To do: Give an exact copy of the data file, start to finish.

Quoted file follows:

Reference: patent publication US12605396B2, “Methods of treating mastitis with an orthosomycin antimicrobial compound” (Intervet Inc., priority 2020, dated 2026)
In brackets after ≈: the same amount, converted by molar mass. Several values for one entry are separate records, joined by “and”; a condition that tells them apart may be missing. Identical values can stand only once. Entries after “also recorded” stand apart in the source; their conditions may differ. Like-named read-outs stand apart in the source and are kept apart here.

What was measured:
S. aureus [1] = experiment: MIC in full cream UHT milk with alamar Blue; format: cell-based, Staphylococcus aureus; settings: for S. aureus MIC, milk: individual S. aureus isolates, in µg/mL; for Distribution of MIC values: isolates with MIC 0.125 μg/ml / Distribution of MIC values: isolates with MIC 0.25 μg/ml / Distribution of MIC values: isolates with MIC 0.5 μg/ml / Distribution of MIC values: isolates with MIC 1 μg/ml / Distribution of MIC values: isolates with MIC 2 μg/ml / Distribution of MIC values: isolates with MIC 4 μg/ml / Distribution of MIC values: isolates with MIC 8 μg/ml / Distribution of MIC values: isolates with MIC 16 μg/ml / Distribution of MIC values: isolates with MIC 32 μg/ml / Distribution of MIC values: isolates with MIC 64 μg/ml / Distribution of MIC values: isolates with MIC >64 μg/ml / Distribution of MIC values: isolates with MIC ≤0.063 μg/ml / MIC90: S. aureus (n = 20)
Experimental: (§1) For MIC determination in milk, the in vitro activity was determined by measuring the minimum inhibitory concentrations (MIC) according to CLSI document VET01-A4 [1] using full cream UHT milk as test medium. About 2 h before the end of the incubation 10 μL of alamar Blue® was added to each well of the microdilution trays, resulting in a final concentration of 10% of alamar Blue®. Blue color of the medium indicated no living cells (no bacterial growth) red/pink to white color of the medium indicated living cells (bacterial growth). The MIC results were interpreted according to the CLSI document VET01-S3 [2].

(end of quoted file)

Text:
Reference: patent publication US12605396B2, “Methods of treating mastitis with an orthosomycin antimicrobial compound” (Intervet Inc., priority 2020, dated 2026)
In brackets after ≈: the same amount, converted by molar mass. Several values for one entry are separate records, joined by “and”; a condition that tells them apart may be missing. Identical values can stand only once. Entries after “also recorded” stand apart in the source; their conditions may differ. Like-named read-outs stand apart in the source and are kept apart here.

What was measured:
S. aureus [1] = experiment: MIC in full cream UHT milk with alamar Blue; format: cell-based, Staphylococcus aureus; settings: for S. aureus MIC, milk: individual S. aureus isolates, in µg/mL; for Distribution of MIC values: isolates with MIC 0.125 μg/ml / Distribution of MIC values: isolates with MIC 0.25 μg/ml / Distribution of MIC values: isolates with MIC 0.5 μg/ml / Distribution of MIC values: isolates with MIC 1 μg/ml / Distribution of MIC values: isolates with MIC 2 μg/ml / Distribution of MIC values: isolates with MIC 4 μg/ml / Distribution of MIC values: isolates with MIC 8 μg/ml / Distribution of MIC values: isolates with MIC 16 μg/ml / Distribution of MIC values: isolates with MIC 32 μg/ml / Distribution of MIC values: isolates with MIC 64 μg/ml / Distribution of MIC values: isolates with MIC >64 μg/ml / Distribution of MIC values: isolates with MIC ≤0.063 μg/ml / MIC90: S. aureus (n = 20)
Experimental: (§1) For MIC determination in milk, the in vitro activity was determined by measuring the minimum inhibitory concentrations (MIC) according to CLSI document VET01-A4 [1] using full cream UHT milk as test medium. About 2 h before the end of the incubation 10 μL of alamar Blue® was added to each well of the microdilution trays, resulting in a final concentration of 10% of alamar Blue®. Blue color of the medium indicated no living cells (no bacterial growth) red/pink to white color of the medium indicated living cells (bacterial growth). The MIC results were interpreted according to the CLSI document VET01-S3 [2].